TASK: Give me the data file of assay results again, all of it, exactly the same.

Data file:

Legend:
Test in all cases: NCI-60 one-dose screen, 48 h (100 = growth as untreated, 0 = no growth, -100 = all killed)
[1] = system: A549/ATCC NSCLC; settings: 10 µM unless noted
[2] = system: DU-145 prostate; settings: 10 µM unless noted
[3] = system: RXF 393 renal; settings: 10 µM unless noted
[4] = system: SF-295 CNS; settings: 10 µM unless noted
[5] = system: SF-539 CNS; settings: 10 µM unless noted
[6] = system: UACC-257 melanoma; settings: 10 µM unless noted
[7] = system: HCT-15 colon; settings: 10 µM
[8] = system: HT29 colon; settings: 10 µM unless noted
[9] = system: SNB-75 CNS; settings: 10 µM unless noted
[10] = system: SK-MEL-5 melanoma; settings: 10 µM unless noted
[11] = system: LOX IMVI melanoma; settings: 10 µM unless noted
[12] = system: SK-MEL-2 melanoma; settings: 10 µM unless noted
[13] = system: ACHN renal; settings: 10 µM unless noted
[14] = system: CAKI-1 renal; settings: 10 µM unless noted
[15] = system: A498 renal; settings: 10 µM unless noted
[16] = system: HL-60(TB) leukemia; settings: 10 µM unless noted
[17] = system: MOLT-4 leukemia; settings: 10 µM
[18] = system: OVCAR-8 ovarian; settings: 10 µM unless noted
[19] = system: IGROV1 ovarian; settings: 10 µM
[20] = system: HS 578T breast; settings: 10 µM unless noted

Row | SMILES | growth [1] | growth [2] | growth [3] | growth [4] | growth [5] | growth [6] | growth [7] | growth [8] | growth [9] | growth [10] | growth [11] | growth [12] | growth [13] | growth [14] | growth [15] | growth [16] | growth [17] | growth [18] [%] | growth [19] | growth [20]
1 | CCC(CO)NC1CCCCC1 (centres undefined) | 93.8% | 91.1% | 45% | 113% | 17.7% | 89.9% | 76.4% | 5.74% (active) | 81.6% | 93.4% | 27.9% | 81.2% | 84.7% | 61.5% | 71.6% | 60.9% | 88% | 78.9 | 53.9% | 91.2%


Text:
Legend:
Test in all cases: NCI-60 one-dose screen, 48 h (100 = growth as untreated, 0 = no growth, -100 = all killed)
[1] = system: A549/ATCC NSCLC; settings: 10 µM unless noted
[2] = system: DU-145 prostate; settings: 10 µM unless noted
[3] = system: RXF 393 renal; settings: 10 µM unless noted
[4] = system: SF-295 CNS; settings: 10 µM unless noted
[5] = system: SF-539 CNS; settings: 10 µM unless noted
[6] = system: UACC-257 melanoma; settings: 10 µM unless noted
[7] = system: HCT-15 colon; settings: 10 µM
[8] = system: HT29 colon; settings: 10 µM unless noted
[9] = system: SNB-75 CNS; settings: 10 µM unless noted
[10] = system: SK-MEL-5 melanoma; settings: 10 µM unless noted
[11] = system: LOX IMVI melanoma; settings: 10 µM unless noted
[12] = system: SK-MEL-2 melanoma; settings: 10 µM unless noted
[13] = system: ACHN renal; settings: 10 µM unless noted
[14] = system: CAKI-1 renal; settings: 10 µM unless noted
[15] = system: A498 renal; settings: 10 µM unless noted
[16] = system: HL-60(TB) leukemia; settings: 10 µM unless noted
[17] = system: MOLT-4 leukemia; settings: 10 µM
[18] = system: OVCAR-8 ovarian; settings: 10 µM unless noted
[19] = system: IGROV1 ovarian; settings: 10 µM
[20] = system: HS 578T breast; settings: 10 µM unless noted

Row | SMILES | growth [1] | growth [2] | growth [3] | growth [4] | growth [5] | growth [6] | growth [7] | growth [8] | growth [9] | growth [10] | growth [11] | growth [12] | growth [13] | growth [14] | growth [15] | growth [16] | growth [17] | growth [18] [%] | growth [19] | growth [20]
1 | CCC(CO)NC1CCCCC1 (centres undefined) | 93.8% | 91.1% | 45% | 113% | 17.7% | 89.9% | 76.4% | 5.74% (active) | 81.6% | 93.4% | 27.9% | 81.2% | 84.7% | 61.5% | 71.6% | 60.9% | 88% | 78.9 | 53.9% | 91.2%